Welcome to Britain’s first #metoo Christmas party season, with both men and women having to adapt to a changing work culture in the wake of the sexual harassment revelations triggered by the Weinstein and Pestminster scandal.
For many that culture change is well overdue: in the latest ComRes poll for ITV News, one in four women and nine percent of men say they have experienced sexual harassment in their workplace or place of study. That equates to around 7m women who have experienced unwanted sexual behaviour in a place where they ought to feel totally safe. And we know from another ComRes survey, for BBC News, that one in ten women have been on the receiving end of unwanted sexual behaviour at work in the past 12 months.
The good news is that workplace sexual predators should be deterred this year from pestering colleagues: around one-third of women (31%) and 20% of men say that the news stories of harassment make them more likely to report workplace harassment.
Less good news is that the revelations of sexual harassment and #metoo campaign are making the workplace for some an area of uncertainty and fear of a different kind. One in four men (24%) and 16% of women say that the recent news stories of sexual harassment make them worried that a colleague could misunderstand their behaviour at this year’s Christmas party. Unsurprisingly perhaps, a quarter of all employees think that behaviour at the Christmas party will be more subdued. Some of our sample (7%) even report that their employer’s Christmas celebrations have been scrapped altogether over harassment concerns.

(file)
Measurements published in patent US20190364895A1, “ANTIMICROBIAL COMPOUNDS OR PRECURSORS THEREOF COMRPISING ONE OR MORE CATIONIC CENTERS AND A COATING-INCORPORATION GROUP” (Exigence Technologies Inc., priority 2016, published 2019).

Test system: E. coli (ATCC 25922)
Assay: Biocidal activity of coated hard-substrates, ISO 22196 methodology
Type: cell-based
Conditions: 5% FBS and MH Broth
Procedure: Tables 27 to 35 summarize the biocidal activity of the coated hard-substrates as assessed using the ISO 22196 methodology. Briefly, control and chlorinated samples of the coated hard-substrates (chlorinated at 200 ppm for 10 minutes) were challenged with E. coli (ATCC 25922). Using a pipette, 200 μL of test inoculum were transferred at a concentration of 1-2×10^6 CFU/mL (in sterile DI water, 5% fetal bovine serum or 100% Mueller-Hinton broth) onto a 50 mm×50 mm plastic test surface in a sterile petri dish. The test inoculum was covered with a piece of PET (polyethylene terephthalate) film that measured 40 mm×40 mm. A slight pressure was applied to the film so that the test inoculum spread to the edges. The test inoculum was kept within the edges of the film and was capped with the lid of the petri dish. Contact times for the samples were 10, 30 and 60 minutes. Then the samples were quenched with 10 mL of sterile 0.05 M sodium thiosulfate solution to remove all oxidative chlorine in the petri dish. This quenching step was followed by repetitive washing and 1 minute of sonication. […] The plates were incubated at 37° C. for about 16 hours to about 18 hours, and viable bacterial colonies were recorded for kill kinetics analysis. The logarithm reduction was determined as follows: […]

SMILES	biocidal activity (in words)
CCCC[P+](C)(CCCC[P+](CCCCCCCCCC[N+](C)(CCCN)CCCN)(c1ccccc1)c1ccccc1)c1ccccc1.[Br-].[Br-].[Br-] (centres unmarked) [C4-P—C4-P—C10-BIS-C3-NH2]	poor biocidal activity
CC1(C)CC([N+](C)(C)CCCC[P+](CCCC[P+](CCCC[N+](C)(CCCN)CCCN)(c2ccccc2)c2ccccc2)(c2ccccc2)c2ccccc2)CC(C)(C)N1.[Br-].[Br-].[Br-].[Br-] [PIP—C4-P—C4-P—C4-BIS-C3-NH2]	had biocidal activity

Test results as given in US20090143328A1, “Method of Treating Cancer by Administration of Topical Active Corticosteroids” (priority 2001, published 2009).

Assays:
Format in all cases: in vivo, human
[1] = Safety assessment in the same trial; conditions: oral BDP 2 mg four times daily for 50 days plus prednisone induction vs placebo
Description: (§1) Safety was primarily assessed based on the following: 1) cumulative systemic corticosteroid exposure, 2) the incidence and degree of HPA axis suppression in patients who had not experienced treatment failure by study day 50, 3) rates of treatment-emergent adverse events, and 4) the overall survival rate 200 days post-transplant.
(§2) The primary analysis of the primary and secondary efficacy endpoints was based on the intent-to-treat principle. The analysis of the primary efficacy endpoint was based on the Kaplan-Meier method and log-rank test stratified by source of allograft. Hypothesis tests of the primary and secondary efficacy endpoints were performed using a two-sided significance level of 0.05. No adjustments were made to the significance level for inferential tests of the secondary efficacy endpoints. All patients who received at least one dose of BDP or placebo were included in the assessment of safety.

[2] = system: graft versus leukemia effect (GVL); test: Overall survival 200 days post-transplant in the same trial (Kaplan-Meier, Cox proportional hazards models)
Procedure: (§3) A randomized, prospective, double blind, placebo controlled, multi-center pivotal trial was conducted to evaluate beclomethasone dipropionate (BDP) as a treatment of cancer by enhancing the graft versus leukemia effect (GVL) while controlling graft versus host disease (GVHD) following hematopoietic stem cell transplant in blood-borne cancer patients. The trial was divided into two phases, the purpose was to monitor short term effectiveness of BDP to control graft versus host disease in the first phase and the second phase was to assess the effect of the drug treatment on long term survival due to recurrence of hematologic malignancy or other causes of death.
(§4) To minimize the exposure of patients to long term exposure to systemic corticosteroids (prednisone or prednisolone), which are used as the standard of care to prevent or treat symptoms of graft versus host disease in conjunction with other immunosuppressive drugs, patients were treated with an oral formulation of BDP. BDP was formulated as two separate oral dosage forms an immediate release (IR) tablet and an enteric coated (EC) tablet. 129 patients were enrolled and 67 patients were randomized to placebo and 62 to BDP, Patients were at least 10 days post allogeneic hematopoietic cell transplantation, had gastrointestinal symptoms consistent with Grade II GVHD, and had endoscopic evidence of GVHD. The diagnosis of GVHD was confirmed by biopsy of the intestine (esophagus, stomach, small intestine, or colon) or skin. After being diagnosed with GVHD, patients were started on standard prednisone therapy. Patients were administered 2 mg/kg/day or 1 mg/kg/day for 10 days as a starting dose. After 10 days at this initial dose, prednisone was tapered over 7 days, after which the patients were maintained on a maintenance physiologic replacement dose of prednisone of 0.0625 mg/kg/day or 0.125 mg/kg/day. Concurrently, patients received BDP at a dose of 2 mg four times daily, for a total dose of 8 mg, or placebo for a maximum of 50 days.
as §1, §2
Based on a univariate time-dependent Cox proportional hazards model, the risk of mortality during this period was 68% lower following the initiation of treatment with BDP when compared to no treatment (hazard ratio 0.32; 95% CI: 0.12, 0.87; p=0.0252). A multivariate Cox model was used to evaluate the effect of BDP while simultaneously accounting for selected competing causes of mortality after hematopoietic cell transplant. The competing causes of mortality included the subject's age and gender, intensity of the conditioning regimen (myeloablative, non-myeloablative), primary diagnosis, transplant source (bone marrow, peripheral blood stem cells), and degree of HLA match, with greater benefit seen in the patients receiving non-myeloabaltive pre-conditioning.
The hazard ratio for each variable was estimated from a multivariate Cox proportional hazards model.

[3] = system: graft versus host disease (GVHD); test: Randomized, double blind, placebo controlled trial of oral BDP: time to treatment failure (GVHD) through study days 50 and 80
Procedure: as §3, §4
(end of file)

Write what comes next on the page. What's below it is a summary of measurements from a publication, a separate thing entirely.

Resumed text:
While some are concerned that their workplace might become less sociable because of #metoo (31% of men and 22% of women), there is a wider long term expectation that workplace behaviour will improve. Encouragingly, a third of women (32%) expect less sexual harassment, and 66% expect harassment generally to be more readily reported, as a result of the campaign.
Self-restraint will clearly be the theme for this Christmas party season and for the year ahead. Four in ten men and 28% of women say they will take ‘more care’ over general conversation at work, a third of men will tone down jokes with colleagues and a similar proportion will take more care when socialising with colleagues outside of the workplace.
One in four overall say they are minded to avoid any kind of workplace physical contact at all, in order no doubt to play it safe.
Workplace practices naturally evolve over time but the #metoo campaign has brought about a sudden change in what is considered acceptable. Even if some feel uncertain about what this means day to day, or are worried about their own behaviour being misinterpreted at this year’s Christmas party, the campaign has clearly succeeded in forcing Britain’s workers to consider more carefully the impact of their behaviour on other people and to be ready to call out abuse when it happens.
(This article has been edited from an earlier version for ITV News available here )